At the same time, we have worked at improving and standardizing call progress analysis in GNU Bayonne. This has been done across all existing drivers, and should further expand the functional capabilities of GNU Bayonne for outbound dialing applications.
Apennine reaches new heights
Some may recall I created Apennine to provide a generic XMLRPC server that can sit on top of all of GNUCOMM, including GNU Bayonne. By using dso modules, one can add functionality for those GNUCOMM services running on each machine.
Originally Apennine was looked upon simply as a way to bridge phpGW to GNU Bayonne. For example, one might be able to use Apennine and some changes in phpGW to get the phpGW address book to use GNU Bayonne to dial out phone numbers when you click on their entries. Another example might be unified messaging that interconnects phpGW with GNU Bayonne.
Since XMLRPC is carried on http, to a very real extent Apennine is also a web server. I have thought of broadening it's mission, so that in addition to attaching dso modules for xmlrpc, one could map web space to loaded modules. There are places where presenting GNUCOMM services thru a web interface may be very useful. For example, being able to browse the "status" of active GNU Bayonne connections. I think if we add web pages to Apennine for things like this, they should be exported as .xhtml, so that they may easily be browsed and parsed by other automated systems.
It has been awhile since we had GNU Bayonne and associated applications distributed in pre-packaged binaries. I would like to re-introduce this, and in particular introduce .deb's, as well as actively maintain the FreeBSD ports entries for these packages.
As it happens, a new Debian developer has come to me offering to package Bayonne. I would like to see if we can get more volunteers to maintain other pre-packaged formats. I do not have time to do this on a regular basis, and having volunteers do these would be very helpful.
GNUCOMM User Agent
Plans are moving forward to introduce a GNUCOMM "user agent", or softphone. This would use GNU Common C++ as the base for plugin support, GNU ccRTP for the realtime audio transport, oSIP for call signaling and text messaging, the FOX GUI for the user interface, and GNU ccAudio for audio processing.
The GNUCOMM user agent will be both an instant messaging client and a VoIP telephone for use in the rest of GNUCOMM. The use of plugins will allow the GNUCOMM user agent to provide plugin services and visual interface extensions for role specific applications. Imagine, for example, a GNUCOMM user agent for an ACD agent on a IP telephone network, where the user agent provides thru a plugin information on call queue status and common ACD phone controls, in addition to acting as a standard client.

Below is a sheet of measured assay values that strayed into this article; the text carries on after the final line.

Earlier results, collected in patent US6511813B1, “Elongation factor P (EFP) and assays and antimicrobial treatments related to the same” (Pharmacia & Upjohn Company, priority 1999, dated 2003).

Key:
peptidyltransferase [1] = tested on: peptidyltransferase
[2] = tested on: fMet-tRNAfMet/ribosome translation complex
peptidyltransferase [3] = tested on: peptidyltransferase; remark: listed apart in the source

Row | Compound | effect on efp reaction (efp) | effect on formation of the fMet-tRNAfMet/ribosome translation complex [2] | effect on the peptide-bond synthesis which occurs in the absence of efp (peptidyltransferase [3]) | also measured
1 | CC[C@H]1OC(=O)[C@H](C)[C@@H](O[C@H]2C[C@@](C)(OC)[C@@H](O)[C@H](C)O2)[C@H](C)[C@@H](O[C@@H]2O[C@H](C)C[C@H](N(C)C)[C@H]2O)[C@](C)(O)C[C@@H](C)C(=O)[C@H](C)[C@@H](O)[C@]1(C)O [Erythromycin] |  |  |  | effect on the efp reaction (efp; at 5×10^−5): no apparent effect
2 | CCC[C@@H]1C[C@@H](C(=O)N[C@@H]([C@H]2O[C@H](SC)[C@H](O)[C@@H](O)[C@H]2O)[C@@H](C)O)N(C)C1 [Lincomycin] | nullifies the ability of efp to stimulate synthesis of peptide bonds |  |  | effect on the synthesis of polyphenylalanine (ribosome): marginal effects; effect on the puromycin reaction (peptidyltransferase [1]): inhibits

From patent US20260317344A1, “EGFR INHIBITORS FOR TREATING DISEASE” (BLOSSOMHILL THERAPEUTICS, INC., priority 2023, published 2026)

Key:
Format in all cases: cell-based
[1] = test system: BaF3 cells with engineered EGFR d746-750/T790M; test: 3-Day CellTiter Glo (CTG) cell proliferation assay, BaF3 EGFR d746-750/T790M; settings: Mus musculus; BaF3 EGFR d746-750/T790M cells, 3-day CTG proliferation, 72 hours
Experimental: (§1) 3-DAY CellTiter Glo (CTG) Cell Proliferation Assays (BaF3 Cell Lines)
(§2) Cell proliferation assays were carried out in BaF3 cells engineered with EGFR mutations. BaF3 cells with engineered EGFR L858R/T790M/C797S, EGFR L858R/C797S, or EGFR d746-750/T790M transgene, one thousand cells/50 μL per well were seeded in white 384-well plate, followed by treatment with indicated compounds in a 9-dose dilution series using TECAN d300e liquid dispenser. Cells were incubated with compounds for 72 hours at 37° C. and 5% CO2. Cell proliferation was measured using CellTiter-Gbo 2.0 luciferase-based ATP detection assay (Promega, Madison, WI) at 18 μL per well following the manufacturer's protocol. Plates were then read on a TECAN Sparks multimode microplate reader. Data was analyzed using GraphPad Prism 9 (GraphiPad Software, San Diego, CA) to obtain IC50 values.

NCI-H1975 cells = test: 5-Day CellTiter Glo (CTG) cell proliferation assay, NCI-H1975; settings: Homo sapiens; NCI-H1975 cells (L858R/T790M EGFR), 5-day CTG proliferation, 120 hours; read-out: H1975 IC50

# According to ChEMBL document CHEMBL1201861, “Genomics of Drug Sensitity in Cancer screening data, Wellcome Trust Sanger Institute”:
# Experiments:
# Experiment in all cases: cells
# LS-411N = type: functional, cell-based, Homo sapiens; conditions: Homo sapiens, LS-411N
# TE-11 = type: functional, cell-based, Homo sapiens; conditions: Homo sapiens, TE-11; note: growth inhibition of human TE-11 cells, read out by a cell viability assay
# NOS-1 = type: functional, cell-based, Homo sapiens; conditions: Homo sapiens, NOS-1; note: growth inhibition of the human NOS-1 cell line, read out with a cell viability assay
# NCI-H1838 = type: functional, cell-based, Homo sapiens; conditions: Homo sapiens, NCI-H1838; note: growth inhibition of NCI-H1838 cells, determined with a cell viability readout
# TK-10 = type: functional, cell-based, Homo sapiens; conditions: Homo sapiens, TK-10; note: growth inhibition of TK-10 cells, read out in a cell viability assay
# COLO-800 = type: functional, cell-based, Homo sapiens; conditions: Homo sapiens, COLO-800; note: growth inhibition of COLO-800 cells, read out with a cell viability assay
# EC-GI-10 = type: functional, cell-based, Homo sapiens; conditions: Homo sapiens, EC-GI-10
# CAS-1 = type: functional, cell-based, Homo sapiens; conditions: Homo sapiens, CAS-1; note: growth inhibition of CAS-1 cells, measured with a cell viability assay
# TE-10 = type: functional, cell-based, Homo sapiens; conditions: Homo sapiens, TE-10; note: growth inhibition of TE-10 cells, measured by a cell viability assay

Ideally we would like to make the GNUCOMM user agent the centerpiece for all inter-user communications on free platforms, and to do so in a fully integrated and unified fashion between voice and messaging, as well as offering support for connecting to the public telephone network thru gateways, point of presence detection, and user directory services, perhaps all done thru SIP.
This at least is the outline of what this package will encompess. We are looking for some additional volunteers who would be interested in helping with getting the user agent project going forward. In particular, there are some areas in GNU ccAudio that needs to be completed before much further work can be done on the user agent proper.
What is Next?
In the short term, I want to complete work on the standard application set that will comprise GNU Bayonne in the future. One should be able to take GNU Bayonne out of the box and create or modify standard applications without having to build new ones from scratch.
We also have been given a Brooktrout card to play with, and I hope to be able to introduce Brooktrout support in GNU Bayonne soon. We are always looking to expand the telephony hardware that we can support, and this often requires assistance or hardware to test with from different vendors.
In OSDL, now that basic digital operations are complete, we hope to look at supporting Intel/Dialogic audio conferencing (mixer) cards. There is already some support and architecture in place for making GNU Bayonne into an audio conference bridge using Pika hardware. We want to generalize this to other drivers where possible.
In the CAPI driver, a "soft" or non-TDM version of "join" was created. I would like to introduce this into other non-TDM capable telephony drivers. Some "soft" audio conference mixing might also be possible.
The current Intel/Dialogic ISDN support is based on the existing digital runtime. I would like to see a new pure GlobalCall implimentation of the GNU Bayonne dialogic driver get created.
Fax support has been overlooked, and I think we should provide it as we can do interesting things like user guided faxback systems with GNU Bayonne. Completing RTP and OH323 trunking is also a priority item to have GNU Bayonne act as a softswitch application server.
There are many other areas being worked on. We always can use more